Several possible risk factors for SSCH have been proposed. They include advanced age, systemic anticoagulation or thrombolysis, hypertension, atherosclerosis, age-related macular degeneration, and chronic kidney disease.1–3
Our patient had only one of these previously reported risk factors, namely, systemic anticoagulation. Diabetes mellitus, which our patient had, is associated with suprachoroidal hemorrhage during and after intraocular surgery.2
However, in a case-control study of 210 patients taking warfarin for cardiovascular disorders, diabetes mellitus did not appear to add to the increased risk of ocular bleeding (SSCH was not seen in this study).4
Although diabetes has not previously been identified as a risk factor for SSCH, there is a report of a patient with background diabetic retinopathy on warfarin therapy who developed spontaneous massive subretinal hemorrhage5
and another description of a patient with pre-proliferative diabetic retinopathy on warfarin who sustained a suprachoroidal hemorrhage 3 days after panretinal laser photocoagulation.6
Furthermore, Hidayat and Fine7
described choroidal vascular changes consistent with arteriosclerosis in a histopathologic study of 7 patients with diabetes mellitus. So, it seems reasonable that the presence of diabetic eye disease could have been an added risk factor for SSCH in our patient.
Other possible precipitators of SSCH relevant to our patient with cystic fibrosis are coughing and hypercapnia. Coughing is believed to cause rupture of fragile ciliary vessels by elevating episcleral venous pressure.2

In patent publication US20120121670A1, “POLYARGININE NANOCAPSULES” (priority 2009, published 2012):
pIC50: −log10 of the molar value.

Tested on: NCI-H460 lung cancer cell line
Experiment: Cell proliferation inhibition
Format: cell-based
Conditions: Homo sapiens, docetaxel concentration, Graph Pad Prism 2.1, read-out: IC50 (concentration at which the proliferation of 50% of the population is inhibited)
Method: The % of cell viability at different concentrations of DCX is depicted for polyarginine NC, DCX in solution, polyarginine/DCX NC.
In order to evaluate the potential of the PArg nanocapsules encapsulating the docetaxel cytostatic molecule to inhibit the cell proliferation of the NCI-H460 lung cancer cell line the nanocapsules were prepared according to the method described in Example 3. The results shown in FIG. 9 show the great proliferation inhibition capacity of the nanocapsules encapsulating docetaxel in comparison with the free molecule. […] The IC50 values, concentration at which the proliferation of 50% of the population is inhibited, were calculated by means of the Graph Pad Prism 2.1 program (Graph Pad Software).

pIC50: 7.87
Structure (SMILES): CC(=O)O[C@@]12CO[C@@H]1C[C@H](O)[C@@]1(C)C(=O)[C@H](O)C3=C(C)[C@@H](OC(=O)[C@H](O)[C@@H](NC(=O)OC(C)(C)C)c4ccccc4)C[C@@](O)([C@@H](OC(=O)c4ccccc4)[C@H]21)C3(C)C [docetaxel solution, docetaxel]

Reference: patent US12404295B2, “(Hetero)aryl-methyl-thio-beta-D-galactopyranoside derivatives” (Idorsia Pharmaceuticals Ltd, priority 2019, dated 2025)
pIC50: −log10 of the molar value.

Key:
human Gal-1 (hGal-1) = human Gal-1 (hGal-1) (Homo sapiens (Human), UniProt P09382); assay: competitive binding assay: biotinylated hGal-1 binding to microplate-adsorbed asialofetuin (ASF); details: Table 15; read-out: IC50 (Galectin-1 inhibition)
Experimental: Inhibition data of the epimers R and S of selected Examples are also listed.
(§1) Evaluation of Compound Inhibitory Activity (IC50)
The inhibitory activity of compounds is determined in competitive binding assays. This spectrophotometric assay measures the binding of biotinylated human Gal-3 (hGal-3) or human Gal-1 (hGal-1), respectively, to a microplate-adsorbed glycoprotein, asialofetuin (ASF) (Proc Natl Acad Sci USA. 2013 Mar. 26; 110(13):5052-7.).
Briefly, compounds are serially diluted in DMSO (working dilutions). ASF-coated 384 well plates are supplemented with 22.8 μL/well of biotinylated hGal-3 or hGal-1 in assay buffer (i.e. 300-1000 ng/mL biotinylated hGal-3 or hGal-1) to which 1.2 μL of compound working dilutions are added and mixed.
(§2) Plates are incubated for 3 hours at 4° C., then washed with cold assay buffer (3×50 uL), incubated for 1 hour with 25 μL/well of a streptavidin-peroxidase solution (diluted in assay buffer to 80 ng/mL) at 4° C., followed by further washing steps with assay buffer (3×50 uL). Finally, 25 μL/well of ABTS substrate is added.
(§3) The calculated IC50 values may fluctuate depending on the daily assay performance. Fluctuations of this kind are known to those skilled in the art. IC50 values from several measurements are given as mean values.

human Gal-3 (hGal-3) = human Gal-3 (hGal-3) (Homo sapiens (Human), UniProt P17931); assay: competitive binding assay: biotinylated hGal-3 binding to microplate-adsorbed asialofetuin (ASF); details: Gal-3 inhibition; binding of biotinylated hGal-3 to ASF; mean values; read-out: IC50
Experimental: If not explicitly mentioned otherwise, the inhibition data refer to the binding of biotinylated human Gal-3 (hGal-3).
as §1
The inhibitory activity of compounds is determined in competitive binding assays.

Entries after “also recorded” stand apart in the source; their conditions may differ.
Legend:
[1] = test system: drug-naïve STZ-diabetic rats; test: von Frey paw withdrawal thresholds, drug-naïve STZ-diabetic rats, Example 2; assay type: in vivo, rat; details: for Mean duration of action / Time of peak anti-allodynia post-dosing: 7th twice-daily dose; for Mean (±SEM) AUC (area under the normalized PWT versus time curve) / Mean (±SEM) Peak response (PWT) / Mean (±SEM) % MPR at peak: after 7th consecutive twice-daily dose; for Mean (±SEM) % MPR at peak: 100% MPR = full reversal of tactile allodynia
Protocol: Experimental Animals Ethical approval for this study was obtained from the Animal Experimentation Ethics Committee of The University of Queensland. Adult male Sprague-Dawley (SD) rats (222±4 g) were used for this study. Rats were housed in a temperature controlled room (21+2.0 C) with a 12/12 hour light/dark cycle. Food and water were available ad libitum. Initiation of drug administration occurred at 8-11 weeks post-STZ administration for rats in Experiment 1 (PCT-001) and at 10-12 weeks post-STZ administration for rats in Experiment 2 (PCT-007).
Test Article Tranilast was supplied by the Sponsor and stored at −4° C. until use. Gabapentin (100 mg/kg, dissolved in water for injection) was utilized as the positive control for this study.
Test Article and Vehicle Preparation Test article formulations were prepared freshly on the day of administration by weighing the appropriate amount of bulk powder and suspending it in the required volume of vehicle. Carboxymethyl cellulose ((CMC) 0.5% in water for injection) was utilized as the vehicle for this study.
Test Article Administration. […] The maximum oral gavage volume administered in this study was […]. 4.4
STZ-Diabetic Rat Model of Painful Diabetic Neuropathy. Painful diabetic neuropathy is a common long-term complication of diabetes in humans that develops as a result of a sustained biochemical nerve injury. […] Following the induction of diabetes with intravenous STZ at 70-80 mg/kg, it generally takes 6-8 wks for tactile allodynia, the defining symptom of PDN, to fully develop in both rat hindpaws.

Chronic hypercapnia may cause an increase in retinal blood flow precipitating ocular hemorrhages.8
At age 24, our patient may be the youngest to have developed SSCH in the absence of ocular surgery, trauma or congenital coagulopathy. Thirty-five cases of SSCH have been published in 29 reports since 1963. The age of these patients ranged from 27 to 90 with a mean of 72.5 years old. Only 2 patients were less than 46 years old. Saeed et al.9
reported SSCH after thrombolytic agent administration for hemodialysis in a 27-year-old patient with a history of rubeotic glaucoma. Tajika et al.10
reported SSCH in a 32-year-old patient with malignant hypertension and chronic kidney disease. In contrast to these individuals, our patient did not have glaucoma, hypertension or kidney disease.
In addition to advanced age, systemic anticoagulation or thrombolysis is the major risk factor for SSCH. Of the 35 patients who developed SSCH since 1963, 23 (66%) were on anticoagulant or thrombolytic therapy. Our patient had an INR in the therapeutic range, although her aPTT was markedly prolonged as measured an hour or two prior to her SSCH. Her advanced proliferative diabetic retinopathy and cystic fibrosis (coughing) may have also added to the risk of SSCH.
Pain management and visual acuity preservation are priorities in the management of SSCH.1
We successfully treated the elevated IOP with brimonidine. However, we decided not to pursue aggressive surgical treatment because several studies have shown poor visual prognosis—especially in patients with poor initial presentation.1